Walking and body weight strength training are a good place to start. Focus on being consistent and establishing the regular habit.
    Write that over and over for 200 hundred times.

    And learn to listen to you're body.....if you cannot walk down the block without serious strain and feeling as if you are going to die, you are overdoing it (and if this is something others do with great ease, than more than likely you need to be under the care of a doctor as both your fitness and health are in jeopardy). It's not rocket science. If you are seriously overweight, certain forms of exercise are not advised. It may be better to focus on weight loss first.

    One can eat in less than one minute more calories than one can burn off in an hour of hard exercise. This is important for anyone primarily concerned about weight loss. Controlling input is most important. We are all limited in how much time we can devote to exercise. The benefits of exercise go well beyond weight loss, however, but the value of exercise is rather limited from a weight loss point of view. For the diabetic (speaking mainly to the type 2s, as type 1 is quite different and really ought to be thought of as a totally different condition) exercise, even at low levels, can be helpful, but diet control is still the first place attention should be focused.

    Oh my...I can't believe I wrote all this. I need to get to work, so I'm going to stop now. Tons more can be said on the topic, but my main point is don't set up barriers to getting started. It doesn't take much more than desire and basic intelligence. You don't need to spend a lot of money or put yourself on a torture path. Start with small steps, be consistent. Lots of small successes lead to a feeling of accomplishment which will motivate you later on when you slowly start to ramp thing up. Build a habit of being successful at it (and you will have setbacks but don't focus on that). Learn to see where you did things right and don't judge yourself against anyone but yourself. Over time, you will improve. You will become your own guru (and it never hurts to read what others have written).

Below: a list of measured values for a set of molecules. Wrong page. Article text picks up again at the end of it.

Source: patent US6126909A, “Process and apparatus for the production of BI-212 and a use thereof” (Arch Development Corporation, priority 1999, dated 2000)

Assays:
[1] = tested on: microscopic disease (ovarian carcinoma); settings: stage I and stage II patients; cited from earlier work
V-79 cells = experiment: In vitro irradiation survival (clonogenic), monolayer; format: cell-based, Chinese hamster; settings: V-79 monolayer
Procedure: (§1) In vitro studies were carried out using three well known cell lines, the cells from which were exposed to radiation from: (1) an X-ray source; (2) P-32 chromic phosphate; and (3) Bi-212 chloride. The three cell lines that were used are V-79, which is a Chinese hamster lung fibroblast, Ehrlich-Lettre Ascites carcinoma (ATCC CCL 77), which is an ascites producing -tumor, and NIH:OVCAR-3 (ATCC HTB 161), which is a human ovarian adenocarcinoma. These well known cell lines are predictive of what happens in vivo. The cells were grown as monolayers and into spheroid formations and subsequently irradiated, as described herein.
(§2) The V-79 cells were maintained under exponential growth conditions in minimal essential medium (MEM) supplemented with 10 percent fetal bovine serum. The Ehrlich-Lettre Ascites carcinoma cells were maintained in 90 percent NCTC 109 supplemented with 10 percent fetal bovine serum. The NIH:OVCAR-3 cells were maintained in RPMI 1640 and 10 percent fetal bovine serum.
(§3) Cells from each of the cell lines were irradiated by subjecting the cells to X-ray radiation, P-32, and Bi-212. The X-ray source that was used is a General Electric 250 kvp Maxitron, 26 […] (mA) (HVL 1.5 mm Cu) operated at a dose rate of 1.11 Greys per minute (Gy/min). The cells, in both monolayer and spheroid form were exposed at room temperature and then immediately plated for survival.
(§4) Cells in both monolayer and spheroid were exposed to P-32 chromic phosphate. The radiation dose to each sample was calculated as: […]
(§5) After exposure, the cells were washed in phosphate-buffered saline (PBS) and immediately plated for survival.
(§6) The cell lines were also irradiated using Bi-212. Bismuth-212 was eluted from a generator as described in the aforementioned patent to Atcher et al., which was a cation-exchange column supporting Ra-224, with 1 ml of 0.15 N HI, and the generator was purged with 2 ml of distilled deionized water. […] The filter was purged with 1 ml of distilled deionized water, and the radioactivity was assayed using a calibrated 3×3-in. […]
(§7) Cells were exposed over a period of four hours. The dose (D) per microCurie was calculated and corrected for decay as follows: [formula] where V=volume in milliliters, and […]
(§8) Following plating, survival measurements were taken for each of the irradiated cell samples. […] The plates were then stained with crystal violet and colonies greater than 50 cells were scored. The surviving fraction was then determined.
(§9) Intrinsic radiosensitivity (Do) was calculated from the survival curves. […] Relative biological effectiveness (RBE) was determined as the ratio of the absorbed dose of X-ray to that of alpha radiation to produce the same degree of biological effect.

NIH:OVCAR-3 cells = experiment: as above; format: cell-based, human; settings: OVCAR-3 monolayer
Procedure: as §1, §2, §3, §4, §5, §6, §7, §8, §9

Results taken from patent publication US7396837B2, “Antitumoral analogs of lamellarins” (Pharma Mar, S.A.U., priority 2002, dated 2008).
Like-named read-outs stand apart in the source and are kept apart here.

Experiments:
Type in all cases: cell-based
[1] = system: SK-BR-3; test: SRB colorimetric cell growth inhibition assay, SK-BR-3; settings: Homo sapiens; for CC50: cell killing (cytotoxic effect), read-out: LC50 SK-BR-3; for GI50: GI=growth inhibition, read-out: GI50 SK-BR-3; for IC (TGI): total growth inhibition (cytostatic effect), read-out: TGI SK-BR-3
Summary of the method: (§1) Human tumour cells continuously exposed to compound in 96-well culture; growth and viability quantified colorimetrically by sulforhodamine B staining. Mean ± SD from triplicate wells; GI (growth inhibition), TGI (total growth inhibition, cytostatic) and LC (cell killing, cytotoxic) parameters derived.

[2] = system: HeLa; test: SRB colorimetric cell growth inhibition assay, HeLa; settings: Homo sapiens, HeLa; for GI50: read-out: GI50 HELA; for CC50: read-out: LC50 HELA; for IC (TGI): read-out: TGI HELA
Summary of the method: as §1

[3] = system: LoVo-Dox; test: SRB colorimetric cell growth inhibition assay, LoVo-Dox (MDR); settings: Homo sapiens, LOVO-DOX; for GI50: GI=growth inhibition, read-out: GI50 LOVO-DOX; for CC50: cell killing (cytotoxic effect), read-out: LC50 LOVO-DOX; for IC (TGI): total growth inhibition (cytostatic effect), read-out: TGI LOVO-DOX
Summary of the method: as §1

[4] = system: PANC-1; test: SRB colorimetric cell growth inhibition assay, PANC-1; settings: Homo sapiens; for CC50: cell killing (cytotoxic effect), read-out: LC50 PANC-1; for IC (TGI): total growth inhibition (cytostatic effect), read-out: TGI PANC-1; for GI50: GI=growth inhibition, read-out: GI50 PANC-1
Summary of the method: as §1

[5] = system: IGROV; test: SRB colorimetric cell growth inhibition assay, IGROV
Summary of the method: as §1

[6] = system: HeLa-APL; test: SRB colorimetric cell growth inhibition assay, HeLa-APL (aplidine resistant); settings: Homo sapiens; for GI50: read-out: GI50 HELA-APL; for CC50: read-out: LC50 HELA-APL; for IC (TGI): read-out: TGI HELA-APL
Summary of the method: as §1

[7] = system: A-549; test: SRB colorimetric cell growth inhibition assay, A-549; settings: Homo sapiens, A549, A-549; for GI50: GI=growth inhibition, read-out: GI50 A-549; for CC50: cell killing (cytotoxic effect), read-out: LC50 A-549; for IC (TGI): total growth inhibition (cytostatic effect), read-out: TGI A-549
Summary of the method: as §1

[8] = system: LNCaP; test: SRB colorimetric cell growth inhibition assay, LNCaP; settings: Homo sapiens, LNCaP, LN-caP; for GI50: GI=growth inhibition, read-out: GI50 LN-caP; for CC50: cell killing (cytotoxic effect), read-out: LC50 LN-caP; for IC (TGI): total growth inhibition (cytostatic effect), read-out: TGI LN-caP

I'm out.
     
  10. skimonkey

    skimonkey Administrator Staff Member

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    Thank you for your words of advice here, AQ-OC. It appears that you have established an exercise regime that you do on a regular basis. Kudos to you, because the hardest challenge it just getting motivated and than becoming committed.

    I will speak to your comment of "The notion that we have to seek professionals for advice is, IMO, part of the dumbing down of people, especially in the states."

    In no way is this a "dumbing down" comment made to any of our members. Perhaps that was your perception when that was advised to you, however, you must consider that not everybody has the same level of knowledge/ motivation as you do. Many people do require formal instructions and guidance by professionals that have higher education/formal degrees in the field of human movement and that can tailor programs specific to the Diagnoses/Patient population.

    I will say that I would be doing an injustice to all of my patients if I were to assume that they have the necessary background to begin performing a safe exercise program. Many times, I have had patients injured from "self-taught" exercise programs that could have been prevented had they followed the advice of their Primary care Physician, Doctor of Physical Therapy, Exercise Physiologist and/or at a minimum a qualified Personal Trainer.

    Maybe, some can go onto the internet and gain much information on how to properly design a personal program for themselves without guidance by others. There is a great deal of evidence based information, but you have to know where to find it. However, AQ_OC...we both know that there is a lot of crap on the internet that may be very misleading to our members and could potentially cause harm to them. Would it be fair to say to a client/patient that just had a Lumbar Laminectomy or an Anterior Cruciate Repair to look on the internet or to speak to strangers about what best exercise plan of care would be suitable for them? I don't think so--and certainly believe that you wouldn't either.

    So addressing the need to seek medical advisement is certainly a qualified recommendation that I make based on my Clinical background. Oh, and by the way...I practice here in the States...:)

    Thanks,

    Dr. Skimonkey, DPT, MPT, PT
     
    Last edited: Jun 12, 2012
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  11. Stone10

    Stone10 iPF Novice

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    Its a nice idea. Training a dog and getting good exercise, really very cool. I am telling about a good exercise for diabetes patients. Cycling is the great exercise for diabetes patients. Its also a good way of recreation.
     
  12. valinrace

    valinrace iPF Novice

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    This forum is a great idea, I will let my mom read your post, because she is diabetic. haha